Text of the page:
As an example, a similar existential question would be in religion.  “What does it mean to be a Christian?”  How much meaning could I impart if I answered it only in terms of what a Christian is not?  “A Christian is opposed to the ways of the pagans and the atheists.”  “A Christian does not believe in the god of the Muslims.”  These answers are left wanting.  A better definition concerns itself with the essentials of what it affirms, not what it denies.  To be a Christian is to affirm the life and teachings of Christ and the mystery of salvation and resurrection.

I believe that a new language for defining maleness is in need.  I believe that previous generations of men would want better for ours.

Footnotes:

  1. e.g., to be a “wimp” is to be a pussy, being less than competitive is to “play like a girl”, to complain too much is to “bitch”, to show too much emotion is akin to “wearing a dress”, and the list goes on and on []

15 Replies to “What is manhood?”

  1. Well, I’ve got to think about how I want to answer this.

    Rob, you don’t exactly give your opinion of what a man is in your above statement.

    1. That’s because it’s hard to put one’s finger on a definition. That’s too easy, really, to define it. Both sexes could probably agree on “What is humanity?” But it always gets fuzzy when we define our gender in terms of differentiating from the other gender. I’m simply asking, “Why do that?” Seriously, what’s the point?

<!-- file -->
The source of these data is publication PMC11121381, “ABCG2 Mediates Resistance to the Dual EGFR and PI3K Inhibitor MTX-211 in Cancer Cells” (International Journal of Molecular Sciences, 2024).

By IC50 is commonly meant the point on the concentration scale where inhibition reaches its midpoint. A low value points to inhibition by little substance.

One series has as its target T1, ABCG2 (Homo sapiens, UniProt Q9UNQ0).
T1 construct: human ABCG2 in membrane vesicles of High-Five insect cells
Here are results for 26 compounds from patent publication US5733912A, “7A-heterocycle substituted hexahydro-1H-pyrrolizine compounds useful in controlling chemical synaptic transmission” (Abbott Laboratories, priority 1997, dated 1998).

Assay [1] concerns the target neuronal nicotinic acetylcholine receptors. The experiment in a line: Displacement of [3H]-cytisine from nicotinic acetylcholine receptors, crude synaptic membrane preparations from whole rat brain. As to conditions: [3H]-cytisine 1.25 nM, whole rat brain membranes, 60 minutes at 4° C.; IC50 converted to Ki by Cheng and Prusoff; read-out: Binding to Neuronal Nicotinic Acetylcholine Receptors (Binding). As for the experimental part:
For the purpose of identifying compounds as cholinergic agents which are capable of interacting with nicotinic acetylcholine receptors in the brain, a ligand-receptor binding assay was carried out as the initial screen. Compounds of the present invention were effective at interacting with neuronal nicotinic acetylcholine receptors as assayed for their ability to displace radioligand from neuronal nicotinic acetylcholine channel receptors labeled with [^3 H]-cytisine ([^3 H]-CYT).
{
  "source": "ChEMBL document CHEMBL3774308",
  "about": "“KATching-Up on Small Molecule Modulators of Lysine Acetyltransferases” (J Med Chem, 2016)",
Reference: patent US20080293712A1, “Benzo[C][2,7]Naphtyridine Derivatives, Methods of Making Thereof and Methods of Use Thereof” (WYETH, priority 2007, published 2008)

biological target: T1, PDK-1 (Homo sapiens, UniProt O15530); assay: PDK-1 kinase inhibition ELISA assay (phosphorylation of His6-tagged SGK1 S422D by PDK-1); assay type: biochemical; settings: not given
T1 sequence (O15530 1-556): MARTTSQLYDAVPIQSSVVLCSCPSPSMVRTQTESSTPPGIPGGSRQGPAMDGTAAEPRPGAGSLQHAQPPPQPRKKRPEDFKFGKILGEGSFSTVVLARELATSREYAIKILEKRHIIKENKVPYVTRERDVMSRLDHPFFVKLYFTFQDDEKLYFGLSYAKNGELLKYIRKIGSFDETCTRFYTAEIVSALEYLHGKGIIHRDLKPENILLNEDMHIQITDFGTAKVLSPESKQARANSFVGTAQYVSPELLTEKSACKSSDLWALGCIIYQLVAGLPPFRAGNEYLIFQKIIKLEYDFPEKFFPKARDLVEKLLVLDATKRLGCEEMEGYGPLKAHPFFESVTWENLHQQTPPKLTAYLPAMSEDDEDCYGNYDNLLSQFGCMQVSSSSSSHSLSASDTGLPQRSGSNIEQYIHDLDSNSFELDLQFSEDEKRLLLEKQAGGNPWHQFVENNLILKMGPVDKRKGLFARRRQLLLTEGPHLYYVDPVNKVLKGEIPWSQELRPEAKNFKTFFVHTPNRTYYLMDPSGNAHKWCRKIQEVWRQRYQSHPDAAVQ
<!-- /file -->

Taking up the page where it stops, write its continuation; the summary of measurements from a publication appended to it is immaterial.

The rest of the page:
Yes, men are different from women in fundamental ways. Organs, hormones, BMI. But when you start to categorize habits, interests, and roles… it’s not so easy. I don’t think there’s any value added to either side when we do the latter.

    2. Very simple James.
      Rob has good points, but his summary of the book “Wild at Heart” is completely wrong. I would encourage you Rob to actually read the book with an open mind instead of attacking with such illogical fallacies. No one ever said that men are seeking to put women in their place. I’ve seen that manhood is a dying breed because of the fact that we are dropping all responsibility. It’s no wonder women feel in charge and now support half a family because we as men have chosen “writing blogs” about being a man instead of actually showing that we are men. Women have the responsibility because we gave up. Why?